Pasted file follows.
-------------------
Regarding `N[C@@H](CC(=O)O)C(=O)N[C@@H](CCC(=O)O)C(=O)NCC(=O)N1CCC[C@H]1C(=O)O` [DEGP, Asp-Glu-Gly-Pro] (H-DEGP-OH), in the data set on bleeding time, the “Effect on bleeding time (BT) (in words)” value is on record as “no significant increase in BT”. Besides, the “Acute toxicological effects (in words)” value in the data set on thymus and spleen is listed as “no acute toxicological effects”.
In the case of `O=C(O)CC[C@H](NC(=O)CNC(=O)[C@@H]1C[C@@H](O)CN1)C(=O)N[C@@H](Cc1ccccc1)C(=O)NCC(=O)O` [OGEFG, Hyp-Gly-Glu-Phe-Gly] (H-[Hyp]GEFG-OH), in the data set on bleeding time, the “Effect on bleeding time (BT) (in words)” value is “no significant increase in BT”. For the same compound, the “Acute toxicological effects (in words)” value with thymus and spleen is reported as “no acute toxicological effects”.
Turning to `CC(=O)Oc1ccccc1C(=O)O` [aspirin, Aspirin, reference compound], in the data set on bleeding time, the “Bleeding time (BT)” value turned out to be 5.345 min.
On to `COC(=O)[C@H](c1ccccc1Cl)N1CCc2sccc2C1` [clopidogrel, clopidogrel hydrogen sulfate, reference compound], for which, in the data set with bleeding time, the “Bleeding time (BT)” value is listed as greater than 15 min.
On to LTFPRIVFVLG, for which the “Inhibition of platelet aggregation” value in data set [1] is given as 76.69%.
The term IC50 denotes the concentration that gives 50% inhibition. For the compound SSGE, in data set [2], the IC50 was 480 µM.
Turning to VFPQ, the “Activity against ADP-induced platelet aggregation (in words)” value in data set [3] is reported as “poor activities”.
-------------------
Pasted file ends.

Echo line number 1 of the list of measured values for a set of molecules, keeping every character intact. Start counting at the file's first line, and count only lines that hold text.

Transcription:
Regarding `N[C@@H](CC(=O)O)C(=O)N[C@@H](CCC(=O)O)C(=O)NCC(=O)N1CCC[C@H]1C(=O)O` [DEGP, Asp-Glu-Gly-Pro] (H-DEGP-OH), in the data set on bleeding time, the “Effect on bleeding time (BT) (in words)” value is on record as “no significant increase in BT”. Besides, the “Acute toxicological effects (in words)” value in the data set on thymus and spleen is listed as “no acute toxicological effects”.